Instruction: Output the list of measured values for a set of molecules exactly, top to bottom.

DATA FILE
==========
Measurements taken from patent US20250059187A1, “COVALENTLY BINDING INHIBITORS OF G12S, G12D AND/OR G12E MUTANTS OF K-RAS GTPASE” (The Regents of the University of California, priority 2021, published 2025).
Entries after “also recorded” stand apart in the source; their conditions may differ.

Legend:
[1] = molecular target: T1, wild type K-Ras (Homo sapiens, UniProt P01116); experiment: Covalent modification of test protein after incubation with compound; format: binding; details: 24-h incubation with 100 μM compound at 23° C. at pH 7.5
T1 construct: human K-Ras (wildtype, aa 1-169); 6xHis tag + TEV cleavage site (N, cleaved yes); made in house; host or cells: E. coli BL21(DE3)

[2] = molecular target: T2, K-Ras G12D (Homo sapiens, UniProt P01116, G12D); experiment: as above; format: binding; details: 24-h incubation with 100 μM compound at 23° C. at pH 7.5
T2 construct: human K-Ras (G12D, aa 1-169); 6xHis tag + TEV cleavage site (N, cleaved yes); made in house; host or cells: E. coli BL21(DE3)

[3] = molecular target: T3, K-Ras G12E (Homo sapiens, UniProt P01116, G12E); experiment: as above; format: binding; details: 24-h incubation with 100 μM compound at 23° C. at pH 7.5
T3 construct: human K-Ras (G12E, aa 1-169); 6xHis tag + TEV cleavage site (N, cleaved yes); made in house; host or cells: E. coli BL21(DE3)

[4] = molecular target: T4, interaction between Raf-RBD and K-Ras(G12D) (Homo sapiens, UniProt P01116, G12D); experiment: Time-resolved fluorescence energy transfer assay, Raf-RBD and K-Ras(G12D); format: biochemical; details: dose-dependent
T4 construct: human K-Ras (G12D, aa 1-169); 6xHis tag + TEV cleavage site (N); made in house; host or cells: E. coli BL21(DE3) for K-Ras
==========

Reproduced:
Measurements taken from patent US20250059187A1, “COVALENTLY BINDING INHIBITORS OF G12S, G12D AND/OR G12E MUTANTS OF K-RAS GTPASE” (The Regents of the University of California, priority 2021, published 2025).
Entries after “also recorded” stand apart in the source; their conditions may differ.

Legend:
[1] = molecular target: T1, wild type K-Ras (Homo sapiens, UniProt P01116); experiment: Covalent modification of test protein after incubation with compound; format: binding; details: 24-h incubation with 100 μM compound at 23° C. at pH 7.5
T1 construct: human K-Ras (wildtype, aa 1-169); 6xHis tag + TEV cleavage site (N, cleaved yes); made in house; host or cells: E. coli BL21(DE3)

[2] = molecular target: T2, K-Ras G12D (Homo sapiens, UniProt P01116, G12D); experiment: as above; format: binding; details: 24-h incubation with 100 μM compound at 23° C. at pH 7.5
T2 construct: human K-Ras (G12D, aa 1-169); 6xHis tag + TEV cleavage site (N, cleaved yes); made in house; host or cells: E. coli BL21(DE3)

[3] = molecular target: T3, K-Ras G12E (Homo sapiens, UniProt P01116, G12E); experiment: as above; format: binding; details: 24-h incubation with 100 μM compound at 23° C. at pH 7.5
T3 construct: human K-Ras (G12E, aa 1-169); 6xHis tag + TEV cleavage site (N, cleaved yes); made in house; host or cells: E. coli BL21(DE3)

[4] = molecular target: T4, interaction between Raf-RBD and K-Ras(G12D) (Homo sapiens, UniProt P01116, G12D); experiment: Time-resolved fluorescence energy transfer assay, Raf-RBD and K-Ras(G12D); format: biochemical; details: dose-dependent
T4 construct: human K-Ras (G12D, aa 1-169); 6xHis tag + TEV cleavage site (N); made in house; host or cells: E. coli BL21(DE3) for K-Ras